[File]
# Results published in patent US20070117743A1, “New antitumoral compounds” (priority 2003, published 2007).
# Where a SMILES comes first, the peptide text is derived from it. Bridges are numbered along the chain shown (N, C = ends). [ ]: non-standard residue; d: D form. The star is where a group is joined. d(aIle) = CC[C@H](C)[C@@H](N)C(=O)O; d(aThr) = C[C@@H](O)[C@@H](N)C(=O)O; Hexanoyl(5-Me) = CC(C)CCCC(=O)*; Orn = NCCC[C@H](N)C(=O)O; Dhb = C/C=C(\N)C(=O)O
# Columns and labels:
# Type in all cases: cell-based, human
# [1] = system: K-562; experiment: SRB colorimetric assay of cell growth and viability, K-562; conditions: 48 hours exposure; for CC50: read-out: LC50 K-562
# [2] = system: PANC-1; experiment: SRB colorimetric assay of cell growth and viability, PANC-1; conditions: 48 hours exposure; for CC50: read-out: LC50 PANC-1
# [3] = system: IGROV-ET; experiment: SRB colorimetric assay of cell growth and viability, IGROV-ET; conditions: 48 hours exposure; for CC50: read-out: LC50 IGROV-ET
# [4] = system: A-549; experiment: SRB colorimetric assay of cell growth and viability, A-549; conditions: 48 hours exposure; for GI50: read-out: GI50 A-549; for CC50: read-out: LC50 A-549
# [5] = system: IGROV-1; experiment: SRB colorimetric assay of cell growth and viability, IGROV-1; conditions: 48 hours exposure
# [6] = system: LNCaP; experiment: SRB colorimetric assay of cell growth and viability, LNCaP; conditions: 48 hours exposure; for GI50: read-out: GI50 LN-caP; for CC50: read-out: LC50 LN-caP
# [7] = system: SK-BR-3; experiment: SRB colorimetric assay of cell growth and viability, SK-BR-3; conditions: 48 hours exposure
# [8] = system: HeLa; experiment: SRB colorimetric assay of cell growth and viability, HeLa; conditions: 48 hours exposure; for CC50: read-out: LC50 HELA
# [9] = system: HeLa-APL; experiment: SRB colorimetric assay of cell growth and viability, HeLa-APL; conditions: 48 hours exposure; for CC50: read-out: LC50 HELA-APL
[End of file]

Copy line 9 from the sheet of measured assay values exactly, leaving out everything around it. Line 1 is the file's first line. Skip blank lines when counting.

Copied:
# [5] = system: IGROV-1; experiment: SRB colorimetric assay of cell growth and viability, IGROV-1; conditions: 48 hours exposure